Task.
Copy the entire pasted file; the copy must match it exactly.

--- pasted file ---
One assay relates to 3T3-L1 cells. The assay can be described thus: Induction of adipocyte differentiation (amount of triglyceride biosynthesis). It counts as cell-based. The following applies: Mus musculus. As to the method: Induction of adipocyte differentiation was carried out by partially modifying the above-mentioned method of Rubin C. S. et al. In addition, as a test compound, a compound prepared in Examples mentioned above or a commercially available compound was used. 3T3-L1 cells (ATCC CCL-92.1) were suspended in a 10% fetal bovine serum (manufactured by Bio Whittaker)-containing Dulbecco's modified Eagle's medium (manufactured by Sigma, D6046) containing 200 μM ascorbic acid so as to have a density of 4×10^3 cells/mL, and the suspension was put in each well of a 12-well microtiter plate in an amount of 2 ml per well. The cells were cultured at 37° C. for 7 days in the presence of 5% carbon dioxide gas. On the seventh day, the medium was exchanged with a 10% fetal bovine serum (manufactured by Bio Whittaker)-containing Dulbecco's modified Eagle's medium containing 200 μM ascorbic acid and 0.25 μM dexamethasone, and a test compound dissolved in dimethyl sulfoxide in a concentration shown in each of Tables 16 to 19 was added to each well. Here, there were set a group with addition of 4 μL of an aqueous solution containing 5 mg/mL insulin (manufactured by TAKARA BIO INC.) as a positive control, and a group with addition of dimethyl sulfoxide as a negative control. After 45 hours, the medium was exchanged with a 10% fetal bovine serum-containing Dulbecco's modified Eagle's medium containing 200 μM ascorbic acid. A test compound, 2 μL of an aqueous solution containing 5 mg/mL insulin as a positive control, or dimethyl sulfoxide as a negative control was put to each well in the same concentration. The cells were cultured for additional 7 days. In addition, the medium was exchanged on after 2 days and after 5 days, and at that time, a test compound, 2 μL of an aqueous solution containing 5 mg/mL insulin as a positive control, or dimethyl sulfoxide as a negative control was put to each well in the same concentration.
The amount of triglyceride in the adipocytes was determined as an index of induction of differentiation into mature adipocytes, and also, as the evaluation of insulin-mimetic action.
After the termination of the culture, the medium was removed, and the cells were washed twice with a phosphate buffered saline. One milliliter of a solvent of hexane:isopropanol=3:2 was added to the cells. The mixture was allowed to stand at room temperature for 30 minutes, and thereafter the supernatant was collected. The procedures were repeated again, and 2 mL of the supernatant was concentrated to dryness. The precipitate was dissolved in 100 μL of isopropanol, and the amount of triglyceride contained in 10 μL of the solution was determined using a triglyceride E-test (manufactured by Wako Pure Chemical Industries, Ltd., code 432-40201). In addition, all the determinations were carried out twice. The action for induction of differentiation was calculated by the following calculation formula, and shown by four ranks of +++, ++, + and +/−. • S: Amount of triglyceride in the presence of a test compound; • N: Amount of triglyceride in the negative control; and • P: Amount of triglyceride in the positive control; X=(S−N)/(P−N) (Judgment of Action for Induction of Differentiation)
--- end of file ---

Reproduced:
One assay relates to 3T3-L1 cells. The assay can be described thus: Induction of adipocyte differentiation (amount of triglyceride biosynthesis). It counts as cell-based. The following applies: Mus musculus. As to the method: Induction of adipocyte differentiation was carried out by partially modifying the above-mentioned method of Rubin C. S. et al. In addition, as a test compound, a compound prepared in Examples mentioned above or a commercially available compound was used. 3T3-L1 cells (ATCC CCL-92.1) were suspended in a 10% fetal bovine serum (manufactured by Bio Whittaker)-containing Dulbecco's modified Eagle's medium (manufactured by Sigma, D6046) containing 200 μM ascorbic acid so as to have a density of 4×10^3 cells/mL, and the suspension was put in each well of a 12-well microtiter plate in an amount of 2 ml per well. The cells were cultured at 37° C. for 7 days in the presence of 5% carbon dioxide gas. On the seventh day, the medium was exchanged with a 10% fetal bovine serum (manufactured by Bio Whittaker)-containing Dulbecco's modified Eagle's medium containing 200 μM ascorbic acid and 0.25 μM dexamethasone, and a test compound dissolved in dimethyl sulfoxide in a concentration shown in each of Tables 16 to 19 was added to each well. Here, there were set a group with addition of 4 μL of an aqueous solution containing 5 mg/mL insulin (manufactured by TAKARA BIO INC.) as a positive control, and a group with addition of dimethyl sulfoxide as a negative control. After 45 hours, the medium was exchanged with a 10% fetal bovine serum-containing Dulbecco's modified Eagle's medium containing 200 μM ascorbic acid. A test compound, 2 μL of an aqueous solution containing 5 mg/mL insulin as a positive control, or dimethyl sulfoxide as a negative control was put to each well in the same concentration. The cells were cultured for additional 7 days. In addition, the medium was exchanged on after 2 days and after 5 days, and at that time, a test compound, 2 μL of an aqueous solution containing 5 mg/mL insulin as a positive control, or dimethyl sulfoxide as a negative control was put to each well in the same concentration.
The amount of triglyceride in the adipocytes was determined as an index of induction of differentiation into mature adipocytes, and also, as the evaluation of insulin-mimetic action.
After the termination of the culture, the medium was removed, and the cells were washed twice with a phosphate buffered saline. One milliliter of a solvent of hexane:isopropanol=3:2 was added to the cells. The mixture was allowed to stand at room temperature for 30 minutes, and thereafter the supernatant was collected. The procedures were repeated again, and 2 mL of the supernatant was concentrated to dryness. The precipitate was dissolved in 100 μL of isopropanol, and the amount of triglyceride contained in 10 μL of the solution was determined using a triglyceride E-test (manufactured by Wako Pure Chemical Industries, Ltd., code 432-40201). In addition, all the determinations were carried out twice. The action for induction of differentiation was calculated by the following calculation formula, and shown by four ranks of +++, ++, + and +/−. • S: Amount of triglyceride in the presence of a test compound; • N: Amount of triglyceride in the negative control; and • P: Amount of triglyceride in the positive control; X=(S−N)/(P−N) (Judgment of Action for Induction of Differentiation)